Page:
It’s difficult to imagine a place any more stunning than this.
On this hike there are three impressive waterfalls and numerous smaller falls along the way. And you’ll see even more water cascading down the mountain if you hike all the way up to Van Trump Park.
The trail begins at Christine Falls, which can be seen from the main road. A short climb takes you to a sturdy footbridge where you can look down as the falls crash onto the rocks below, and up to the whitewater of Van Trump Creek crashing through a rocky gorge.
The trail climbs steeply for over a mile up the canyon above a creek — which you won’t always see as you climb higher — but will be able to hear. You’ll see a sign that reads, “Comet Falls 200 Feet.” Then you’ll cross Van Trump Creek on a single log footbridge and be greeted by a three-tiered fall plunging from 124 feet. And you will be amazed. You’ll take pictures. And then you’ll realize that is pretty Bloucher Falls.
Once you cross the bridge, head to the left; it takes a bit of effort to find the trail up over the bluff, but once you do you’ll soon discover what the sign that tricked you earlier was preparing you for — your first view of the main drop of Comet Falls in the distance. This is when the anticipation begins to build.
If you hike another quarter-mile up some switchbacks, you’ll get an up-close and personal view of the falls.
A right turn at the junction takes you down to the base of the falls where the cool spray is a welcome relief on a hot day. When the sun is shining, a lovely rainbow appears in the mist at the bottom of the falls. Once you’ve rested, cooled off, and enjoyed taking photos and perhaps had a snack, there’s more to see.
The junction to the left leads to a steep set of switchbacks that will provide views of the upper plunges of the falls not visible from below. Comet Falls is one of the tallest waterfalls in the park. It is officially listed by the National Park Service as 320 feet tall, but some waterfall surveys list it as tall as 462 feet.
For those willing to climb an additional 1,300 feet, the panorama that awaits at end of the forested climb defies description. Let’s just say you’ll be glad you made the climb.
Less than one mile and 700 feet up, stunning beauty floods the senses from every direction as you step out into Van Trump Park. You will see Mount Adams and Mount Saint Helens, and the Kautz and Van Trump glaciers. There’s so much beauty all around, you won’t know which way to turn.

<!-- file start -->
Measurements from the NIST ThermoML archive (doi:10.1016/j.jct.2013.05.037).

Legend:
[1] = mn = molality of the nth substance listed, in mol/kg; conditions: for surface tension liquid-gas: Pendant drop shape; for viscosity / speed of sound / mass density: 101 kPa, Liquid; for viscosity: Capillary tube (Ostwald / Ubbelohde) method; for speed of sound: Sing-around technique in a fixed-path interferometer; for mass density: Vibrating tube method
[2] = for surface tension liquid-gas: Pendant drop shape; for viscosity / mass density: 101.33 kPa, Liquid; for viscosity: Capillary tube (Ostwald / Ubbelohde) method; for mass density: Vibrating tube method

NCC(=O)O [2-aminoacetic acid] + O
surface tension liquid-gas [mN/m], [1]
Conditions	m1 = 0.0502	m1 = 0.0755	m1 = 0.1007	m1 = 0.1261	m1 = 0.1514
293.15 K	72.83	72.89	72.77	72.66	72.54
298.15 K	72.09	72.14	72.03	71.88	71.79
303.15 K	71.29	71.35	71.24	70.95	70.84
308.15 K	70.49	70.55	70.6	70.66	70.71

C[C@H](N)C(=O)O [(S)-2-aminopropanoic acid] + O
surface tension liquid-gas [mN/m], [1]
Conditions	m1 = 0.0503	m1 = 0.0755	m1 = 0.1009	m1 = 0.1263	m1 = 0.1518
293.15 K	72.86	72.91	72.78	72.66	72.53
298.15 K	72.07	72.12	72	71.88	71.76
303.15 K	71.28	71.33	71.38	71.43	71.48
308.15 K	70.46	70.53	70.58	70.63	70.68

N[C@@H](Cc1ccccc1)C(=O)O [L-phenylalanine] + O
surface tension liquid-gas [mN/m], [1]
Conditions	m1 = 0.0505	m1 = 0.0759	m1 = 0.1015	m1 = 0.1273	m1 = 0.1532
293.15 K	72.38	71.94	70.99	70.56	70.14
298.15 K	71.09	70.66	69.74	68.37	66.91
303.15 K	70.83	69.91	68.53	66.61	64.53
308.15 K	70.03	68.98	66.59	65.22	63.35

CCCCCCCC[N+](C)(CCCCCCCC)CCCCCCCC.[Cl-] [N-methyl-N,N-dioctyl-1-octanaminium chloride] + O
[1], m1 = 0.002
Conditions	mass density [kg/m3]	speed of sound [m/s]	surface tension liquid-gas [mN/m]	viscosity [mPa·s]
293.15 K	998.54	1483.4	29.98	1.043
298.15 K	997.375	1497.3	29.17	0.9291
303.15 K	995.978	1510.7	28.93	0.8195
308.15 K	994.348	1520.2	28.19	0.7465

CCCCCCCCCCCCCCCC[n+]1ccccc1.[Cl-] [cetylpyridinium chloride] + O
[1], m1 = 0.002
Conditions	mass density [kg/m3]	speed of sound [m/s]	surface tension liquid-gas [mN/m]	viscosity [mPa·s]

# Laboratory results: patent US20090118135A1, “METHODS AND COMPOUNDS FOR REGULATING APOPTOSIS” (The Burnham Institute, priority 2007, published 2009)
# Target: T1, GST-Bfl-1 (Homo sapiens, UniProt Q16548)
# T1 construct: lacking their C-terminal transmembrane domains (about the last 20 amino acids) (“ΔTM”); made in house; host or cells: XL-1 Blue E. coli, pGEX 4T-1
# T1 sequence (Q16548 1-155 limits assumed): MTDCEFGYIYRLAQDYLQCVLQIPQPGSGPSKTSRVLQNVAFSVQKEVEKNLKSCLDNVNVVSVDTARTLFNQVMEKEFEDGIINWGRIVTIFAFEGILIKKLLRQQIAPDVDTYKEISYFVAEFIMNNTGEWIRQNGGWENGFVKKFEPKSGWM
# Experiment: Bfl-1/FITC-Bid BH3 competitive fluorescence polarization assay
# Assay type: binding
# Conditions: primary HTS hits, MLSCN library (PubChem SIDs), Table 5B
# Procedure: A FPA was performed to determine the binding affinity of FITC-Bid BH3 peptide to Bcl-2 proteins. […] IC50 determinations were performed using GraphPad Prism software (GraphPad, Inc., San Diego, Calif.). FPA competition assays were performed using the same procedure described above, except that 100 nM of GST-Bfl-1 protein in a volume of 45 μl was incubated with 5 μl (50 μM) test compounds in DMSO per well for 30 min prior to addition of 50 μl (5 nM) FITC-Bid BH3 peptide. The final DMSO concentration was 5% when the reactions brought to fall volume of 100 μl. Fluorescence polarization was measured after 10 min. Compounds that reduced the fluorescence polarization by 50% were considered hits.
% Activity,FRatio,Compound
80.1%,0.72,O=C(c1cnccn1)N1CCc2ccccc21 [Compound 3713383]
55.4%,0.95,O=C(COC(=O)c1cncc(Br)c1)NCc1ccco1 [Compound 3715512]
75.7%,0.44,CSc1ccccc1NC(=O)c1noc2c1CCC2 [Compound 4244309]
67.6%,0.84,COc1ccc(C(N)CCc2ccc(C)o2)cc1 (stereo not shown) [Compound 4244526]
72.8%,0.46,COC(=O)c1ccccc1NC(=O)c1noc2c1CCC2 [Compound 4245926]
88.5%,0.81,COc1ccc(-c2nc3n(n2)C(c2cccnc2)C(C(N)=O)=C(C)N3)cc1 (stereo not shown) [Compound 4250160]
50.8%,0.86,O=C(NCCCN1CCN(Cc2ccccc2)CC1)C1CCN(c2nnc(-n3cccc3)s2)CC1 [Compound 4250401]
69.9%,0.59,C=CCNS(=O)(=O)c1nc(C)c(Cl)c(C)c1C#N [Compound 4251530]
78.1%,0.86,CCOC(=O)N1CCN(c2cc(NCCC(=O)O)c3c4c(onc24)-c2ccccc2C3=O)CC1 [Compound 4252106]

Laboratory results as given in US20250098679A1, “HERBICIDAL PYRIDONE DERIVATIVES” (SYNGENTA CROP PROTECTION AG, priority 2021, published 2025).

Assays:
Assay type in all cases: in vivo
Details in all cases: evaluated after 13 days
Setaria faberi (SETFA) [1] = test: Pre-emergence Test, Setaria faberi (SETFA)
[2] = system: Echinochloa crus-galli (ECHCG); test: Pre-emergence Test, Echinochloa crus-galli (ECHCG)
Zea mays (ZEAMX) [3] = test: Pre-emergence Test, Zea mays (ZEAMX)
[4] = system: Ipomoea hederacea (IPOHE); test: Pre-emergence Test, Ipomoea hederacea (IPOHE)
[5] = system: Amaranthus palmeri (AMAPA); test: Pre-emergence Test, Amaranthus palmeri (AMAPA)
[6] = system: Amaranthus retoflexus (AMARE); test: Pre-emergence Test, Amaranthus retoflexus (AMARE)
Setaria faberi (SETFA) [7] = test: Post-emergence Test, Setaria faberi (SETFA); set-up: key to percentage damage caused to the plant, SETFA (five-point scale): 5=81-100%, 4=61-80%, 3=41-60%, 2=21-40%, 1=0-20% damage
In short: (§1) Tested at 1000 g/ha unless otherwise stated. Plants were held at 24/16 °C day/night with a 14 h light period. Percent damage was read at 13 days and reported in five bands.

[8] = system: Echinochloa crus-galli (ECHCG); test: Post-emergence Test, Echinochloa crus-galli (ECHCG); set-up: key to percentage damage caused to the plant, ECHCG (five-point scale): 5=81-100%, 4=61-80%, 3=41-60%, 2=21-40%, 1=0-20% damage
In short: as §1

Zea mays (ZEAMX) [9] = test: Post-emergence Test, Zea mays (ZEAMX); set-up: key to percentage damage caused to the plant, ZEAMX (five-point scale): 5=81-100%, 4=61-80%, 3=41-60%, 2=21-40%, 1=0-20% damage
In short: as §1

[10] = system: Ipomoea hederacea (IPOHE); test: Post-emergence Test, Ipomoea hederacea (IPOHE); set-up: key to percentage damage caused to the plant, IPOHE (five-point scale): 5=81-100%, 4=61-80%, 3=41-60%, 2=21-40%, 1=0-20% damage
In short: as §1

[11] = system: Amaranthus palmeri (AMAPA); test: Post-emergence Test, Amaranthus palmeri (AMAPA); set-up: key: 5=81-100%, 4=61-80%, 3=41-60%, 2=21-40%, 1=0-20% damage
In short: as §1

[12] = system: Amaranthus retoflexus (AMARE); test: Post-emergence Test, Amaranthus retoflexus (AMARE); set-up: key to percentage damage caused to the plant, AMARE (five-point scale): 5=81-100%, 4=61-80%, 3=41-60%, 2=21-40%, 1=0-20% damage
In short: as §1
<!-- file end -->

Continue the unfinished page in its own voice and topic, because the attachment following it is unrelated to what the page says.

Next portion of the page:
A sign marks the end of the maintained trail, but you will see a path carved through the green grass, and possibly the snow leading up to one of the most spectacular viewpoints in the park, Mildred Point. Look for lovely white avalanche and yellow glacier lilies early in the season as they are the first to pop up when snow begins to melt. Beargrass, lupine, phlox, columbine and paintbrush are just a few of the dozens of species of wildflowers that grace the slopes of this sub-alpine meadow.
You can extend the hike to 7.3 miles by leaving one car at Longmire and catching the Rampart Ridge trail back down it.
This is one of the most popular hikes in the park, so you’ll want to arrive early. Or even better, plan your hike mid-week when it won’t be as crowded, and there will be less competition for the 20 parking spots available at the trailhead.
This is a strenuous hike. It’s not an easy walk in the park. But for those up for the challenge, the rewards are great and the memories will last a lifetime.
Good to Know
The trail is not normally snow-free until mid-July, and avalanches can be a hazard early in the season.
to Comet Falls: 3.8 miles
to Van Trump Park: 5.6 miles
Elevation Gain to Comet Falls: 900 feet
Elevation Gain to Van Trump: Park: 2,200 feet
Map: Green Trails No. 269, Mount Rainier West
How to get There
From the west entrance to Mount Rainier National Park, 13.5 miles east of Elbe on State Route 706. Drive 10.2 miles to the Comet Falls trailhead parking lot, on the left.
From the east entrance, or within the park, travel west 5 miles from the junction of Paradise Road and Stevens Canyon Road, to the parking lot a quarter mile past the Christine Falls Viewpoint. There is parking for 16 automobiles and a few motorcycles, but no trailhead amenities.